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Car of the Future

Viking 1 put Western's student car designers on the map

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Viking 1 debuted in 1972 at the Urban Vehicle Design Competition in Michigan. The following year, the car placed second at the Reduced Emission Devices Rally in Davis, Calif. | Photo by Western Washington University Libraries Special Collections
Viking 1 had a souped-up propane-powered engine and an innovative steering system that gave the car an extremely tight turning radius. | Photo by Western Washington University Libraries Special Collections

In 1971 Industrial Arts students told their professor, Michael Seal (‘66), they wanted to enter a national competition to build a car that didn’t pollute the air. Western had no engineering technology program at the time, other than a course that had students dismantle lawn mower engines, but Seal and his students went for it anyway. With the help of a donated Toyota Corona that had been damaged in shipping, the students went to work. When they were done, they had built Viking 1, a boxy little car with gull-wing doors and a spare-tire bumper. Inside was a souped-up propane-powered Toyota engine with Oldsmobile parts and an innovative steering system that gave the car an extremely tight turning radius.

Viking 1 debuted in August 1972 at the Urban Vehicle Design Competition at the General Motors Proving Grounds in Milford, Mich., and wowed the judges. The car’s “extreme Ackerman steering” enabled the car to parallel-park in a space just 10 inches longer than the car itself. Viking 1 took home the “parkability” award and won the internal combustion engine class, finishing third overall, behind the University of British Columbia and the University of Florida. The students also won an award for innovative student engineering. The following year, Viking 1 placed second in the Reduced Emission Devices Rally in Davis, Calif.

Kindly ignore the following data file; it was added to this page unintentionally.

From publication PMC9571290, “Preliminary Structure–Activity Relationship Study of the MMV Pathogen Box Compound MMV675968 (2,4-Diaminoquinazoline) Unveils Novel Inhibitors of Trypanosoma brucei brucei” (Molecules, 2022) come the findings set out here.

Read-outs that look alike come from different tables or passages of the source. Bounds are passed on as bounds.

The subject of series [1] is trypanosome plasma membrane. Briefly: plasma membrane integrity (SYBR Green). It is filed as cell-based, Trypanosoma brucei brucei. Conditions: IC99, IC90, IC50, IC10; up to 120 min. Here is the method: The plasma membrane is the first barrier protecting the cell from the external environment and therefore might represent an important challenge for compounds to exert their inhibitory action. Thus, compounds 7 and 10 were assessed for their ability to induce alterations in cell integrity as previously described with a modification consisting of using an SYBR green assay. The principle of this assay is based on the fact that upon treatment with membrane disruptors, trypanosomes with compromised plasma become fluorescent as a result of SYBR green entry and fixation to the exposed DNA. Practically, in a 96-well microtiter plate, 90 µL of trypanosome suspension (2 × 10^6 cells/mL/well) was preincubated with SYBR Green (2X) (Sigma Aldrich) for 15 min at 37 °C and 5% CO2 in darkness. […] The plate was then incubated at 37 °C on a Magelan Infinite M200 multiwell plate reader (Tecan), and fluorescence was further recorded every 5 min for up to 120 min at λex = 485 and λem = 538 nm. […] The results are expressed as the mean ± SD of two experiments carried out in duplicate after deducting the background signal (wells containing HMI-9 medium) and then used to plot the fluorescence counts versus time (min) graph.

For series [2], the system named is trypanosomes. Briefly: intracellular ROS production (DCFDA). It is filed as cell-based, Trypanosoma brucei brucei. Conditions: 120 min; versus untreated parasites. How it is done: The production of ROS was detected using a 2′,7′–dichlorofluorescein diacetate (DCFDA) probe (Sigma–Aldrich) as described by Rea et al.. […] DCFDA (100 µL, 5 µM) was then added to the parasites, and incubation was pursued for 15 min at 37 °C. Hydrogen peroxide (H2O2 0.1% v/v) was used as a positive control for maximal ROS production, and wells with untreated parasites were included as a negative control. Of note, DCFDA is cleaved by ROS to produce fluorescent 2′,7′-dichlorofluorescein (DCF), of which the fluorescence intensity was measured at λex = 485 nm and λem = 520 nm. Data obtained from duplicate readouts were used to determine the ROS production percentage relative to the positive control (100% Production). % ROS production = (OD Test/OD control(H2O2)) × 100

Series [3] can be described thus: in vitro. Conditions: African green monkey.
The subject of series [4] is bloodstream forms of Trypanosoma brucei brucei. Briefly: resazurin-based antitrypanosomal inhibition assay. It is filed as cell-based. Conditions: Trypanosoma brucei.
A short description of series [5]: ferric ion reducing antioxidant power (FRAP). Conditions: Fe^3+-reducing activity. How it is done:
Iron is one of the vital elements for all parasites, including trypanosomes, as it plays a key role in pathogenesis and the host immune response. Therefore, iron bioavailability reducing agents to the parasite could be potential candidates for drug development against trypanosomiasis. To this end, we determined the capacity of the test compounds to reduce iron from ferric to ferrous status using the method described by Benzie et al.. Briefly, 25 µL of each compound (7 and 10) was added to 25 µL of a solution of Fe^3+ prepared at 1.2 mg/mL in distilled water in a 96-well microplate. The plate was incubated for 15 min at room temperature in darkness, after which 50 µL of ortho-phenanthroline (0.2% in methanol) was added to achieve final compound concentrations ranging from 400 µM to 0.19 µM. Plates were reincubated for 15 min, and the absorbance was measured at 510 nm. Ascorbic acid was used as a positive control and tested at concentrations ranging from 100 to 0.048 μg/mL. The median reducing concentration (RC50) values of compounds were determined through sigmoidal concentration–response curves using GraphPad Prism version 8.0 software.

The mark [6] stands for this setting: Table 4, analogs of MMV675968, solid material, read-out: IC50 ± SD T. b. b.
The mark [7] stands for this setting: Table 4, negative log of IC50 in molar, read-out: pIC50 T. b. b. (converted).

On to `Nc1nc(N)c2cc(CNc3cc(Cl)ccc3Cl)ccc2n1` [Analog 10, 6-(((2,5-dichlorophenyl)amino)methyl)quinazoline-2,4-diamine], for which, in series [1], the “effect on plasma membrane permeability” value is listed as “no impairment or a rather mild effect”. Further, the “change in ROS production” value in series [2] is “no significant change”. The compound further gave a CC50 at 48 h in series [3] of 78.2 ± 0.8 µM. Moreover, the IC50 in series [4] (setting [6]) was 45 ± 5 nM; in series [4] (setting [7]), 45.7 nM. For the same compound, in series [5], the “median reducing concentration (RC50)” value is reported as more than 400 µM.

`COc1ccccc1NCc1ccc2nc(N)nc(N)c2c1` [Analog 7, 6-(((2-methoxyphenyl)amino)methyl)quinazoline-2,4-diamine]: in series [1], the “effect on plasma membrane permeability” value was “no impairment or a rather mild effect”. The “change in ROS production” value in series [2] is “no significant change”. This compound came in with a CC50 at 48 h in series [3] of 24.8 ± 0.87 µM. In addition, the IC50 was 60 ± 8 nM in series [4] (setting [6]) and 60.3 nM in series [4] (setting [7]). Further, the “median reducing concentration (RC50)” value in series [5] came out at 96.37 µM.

Viking 1’s success helped land the students a $30,000 grant from the State Department of Energy and Transportation to build Viking 2. It also launched what would become the Vehicle Research Institute and the career of its longtime director, Seal, who became a nationally recognized leader in automotive design education.

And 44 Vikings later, WWU students continue to build cars of the future.